Dr. Asna Husin, Asna Husin teaches Philosophy of Education and Islamic Civilization at the Ar-Raniry State Islamic University Darussalam in Banda Aceh, Indonesia. She currently serves a senior researcher at Nonviolent International in Washington D.C. working on Cultural Resources for Islamic Peace Building. Asna gained a Master’s Degree in Middle Eastern Studies from Harvard University (1992) and her Doctorate in
Religious Studies from Columbia University (1998). Dr. Husin was an Associate Fellow at the Center for the Study of Human Rights at Columbia University (1998), while teaching Islamic Civilization as an Adjunct Professor at State University of New York, Old Westbury. Dr. Husin then worked as the ‘Director of Women’s Program’ for the World Conference on Religion and Peace (WCRP 1998–2000), during which she organized the World Women Assembly in 1998 in Amman (Jordan) attended by religious organizations from 33 countries. Upon returning to Banda Aceh in 2000, she established the Peace Education Program (PPD) as an independent affiliate of the Washington-based NGO Nonviolence International (NI), while resuming her teaching tasks at Ar-Raniry. With PPD she trained over 70,000 students and Acehnese teachers in peace education and conflict management over the course of twelve years and worked closely with the Ulama leaders of Aceh. Dr. Husin participates in academic conferences worldwide on Islamic peace, human rights and gender equity, Ulama institutions, and civilisational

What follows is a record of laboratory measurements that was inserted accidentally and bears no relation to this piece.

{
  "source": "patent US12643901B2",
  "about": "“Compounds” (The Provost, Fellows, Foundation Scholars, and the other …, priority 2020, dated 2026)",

Andres Thomas Conteris serves as Director of Latin America Programs. He founded and supports the Spanish Headline News for Democracy Now. For decades, he has worked to end US damaging policies in Latin America, and went on a famous 40-day hunger strike in front of the White House to end the US military occupation of Vieques, Puerto Rico. He is based in Marin County, California.